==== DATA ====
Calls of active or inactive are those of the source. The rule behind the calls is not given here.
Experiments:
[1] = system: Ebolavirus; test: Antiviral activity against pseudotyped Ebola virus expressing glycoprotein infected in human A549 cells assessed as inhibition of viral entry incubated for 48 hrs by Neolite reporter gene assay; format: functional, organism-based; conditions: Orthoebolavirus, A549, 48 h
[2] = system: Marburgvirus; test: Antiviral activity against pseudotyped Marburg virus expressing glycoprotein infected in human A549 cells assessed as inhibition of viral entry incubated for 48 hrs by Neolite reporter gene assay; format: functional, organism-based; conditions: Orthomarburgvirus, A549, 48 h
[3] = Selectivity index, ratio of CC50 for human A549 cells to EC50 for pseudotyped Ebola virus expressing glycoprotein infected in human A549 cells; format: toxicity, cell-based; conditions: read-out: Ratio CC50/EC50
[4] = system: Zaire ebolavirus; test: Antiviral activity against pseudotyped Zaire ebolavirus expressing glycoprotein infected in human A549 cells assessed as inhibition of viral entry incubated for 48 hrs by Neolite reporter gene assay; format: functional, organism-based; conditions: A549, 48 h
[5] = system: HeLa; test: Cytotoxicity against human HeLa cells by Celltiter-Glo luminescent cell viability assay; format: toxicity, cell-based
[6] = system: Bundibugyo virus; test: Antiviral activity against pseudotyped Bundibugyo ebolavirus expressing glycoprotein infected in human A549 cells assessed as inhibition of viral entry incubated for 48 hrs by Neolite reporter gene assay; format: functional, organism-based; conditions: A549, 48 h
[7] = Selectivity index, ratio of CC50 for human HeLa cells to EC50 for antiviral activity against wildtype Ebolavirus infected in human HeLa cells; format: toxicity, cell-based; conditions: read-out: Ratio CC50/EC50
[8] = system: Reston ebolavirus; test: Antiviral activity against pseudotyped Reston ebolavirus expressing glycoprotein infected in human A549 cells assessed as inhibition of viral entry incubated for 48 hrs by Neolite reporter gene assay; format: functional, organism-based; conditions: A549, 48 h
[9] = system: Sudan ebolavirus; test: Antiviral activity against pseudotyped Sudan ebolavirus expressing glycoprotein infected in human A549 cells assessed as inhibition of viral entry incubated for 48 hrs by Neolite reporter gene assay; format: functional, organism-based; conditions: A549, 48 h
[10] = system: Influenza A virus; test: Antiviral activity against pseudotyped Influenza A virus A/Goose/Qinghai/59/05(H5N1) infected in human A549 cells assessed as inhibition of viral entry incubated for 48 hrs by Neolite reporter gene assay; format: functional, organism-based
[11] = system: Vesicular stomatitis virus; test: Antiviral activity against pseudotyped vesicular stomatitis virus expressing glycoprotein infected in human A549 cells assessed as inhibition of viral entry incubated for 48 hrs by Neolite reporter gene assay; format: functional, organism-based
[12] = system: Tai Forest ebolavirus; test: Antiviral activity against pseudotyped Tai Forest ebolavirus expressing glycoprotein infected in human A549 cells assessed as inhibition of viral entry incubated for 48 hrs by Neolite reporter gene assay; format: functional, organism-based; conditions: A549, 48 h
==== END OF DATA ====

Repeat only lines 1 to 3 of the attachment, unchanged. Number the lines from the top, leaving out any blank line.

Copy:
Calls of active or inactive are those of the source. The rule behind the calls is not given here.
Experiments:
[1] = system: Ebolavirus; test: Antiviral activity against pseudotyped Ebola virus expressing glycoprotein infected in human A549 cells assessed as inhibition of viral entry incubated for 48 hrs by Neolite reporter gene assay; format: functional, organism-based; conditions: Orthoebolavirus, A549, 48 h